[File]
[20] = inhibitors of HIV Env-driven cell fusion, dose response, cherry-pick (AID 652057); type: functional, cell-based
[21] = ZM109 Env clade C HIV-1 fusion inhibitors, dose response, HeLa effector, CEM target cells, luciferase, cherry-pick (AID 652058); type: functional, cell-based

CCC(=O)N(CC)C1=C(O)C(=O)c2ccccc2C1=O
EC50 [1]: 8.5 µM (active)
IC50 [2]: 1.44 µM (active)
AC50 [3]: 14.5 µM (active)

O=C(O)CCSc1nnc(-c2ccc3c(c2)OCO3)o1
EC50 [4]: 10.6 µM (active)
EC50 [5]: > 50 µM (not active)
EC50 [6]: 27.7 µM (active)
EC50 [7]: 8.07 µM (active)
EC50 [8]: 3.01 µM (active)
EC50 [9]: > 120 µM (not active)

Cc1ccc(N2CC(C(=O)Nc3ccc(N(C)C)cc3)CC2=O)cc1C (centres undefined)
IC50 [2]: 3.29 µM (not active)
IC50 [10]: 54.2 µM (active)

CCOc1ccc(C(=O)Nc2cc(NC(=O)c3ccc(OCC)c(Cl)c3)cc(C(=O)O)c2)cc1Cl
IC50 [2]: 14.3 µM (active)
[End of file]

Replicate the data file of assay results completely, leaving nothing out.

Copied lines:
[20] = inhibitors of HIV Env-driven cell fusion, dose response, cherry-pick (AID 652057); type: functional, cell-based
[21] = ZM109 Env clade C HIV-1 fusion inhibitors, dose response, HeLa effector, CEM target cells, luciferase, cherry-pick (AID 652058); type: functional, cell-based

CCC(=O)N(CC)C1=C(O)C(=O)c2ccccc2C1=O
EC50 [1]: 8.5 µM (active)
IC50 [2]: 1.44 µM (active)
AC50 [3]: 14.5 µM (active)

O=C(O)CCSc1nnc(-c2ccc3c(c2)OCO3)o1
EC50 [4]: 10.6 µM (active)
EC50 [5]: > 50 µM (not active)
EC50 [6]: 27.7 µM (active)
EC50 [7]: 8.07 µM (active)
EC50 [8]: 3.01 µM (active)
EC50 [9]: > 120 µM (not active)

Cc1ccc(N2CC(C(=O)Nc3ccc(N(C)C)cc3)CC2=O)cc1C (centres undefined)
IC50 [2]: 3.29 µM (not active)
IC50 [10]: 54.2 µM (active)

CCOc1ccc(C(=O)Nc2cc(NC(=O)c3ccc(OCC)c(Cl)c3)cc(C(=O)O)c2)cc1Cl
IC50 [2]: 14.3 µM (active)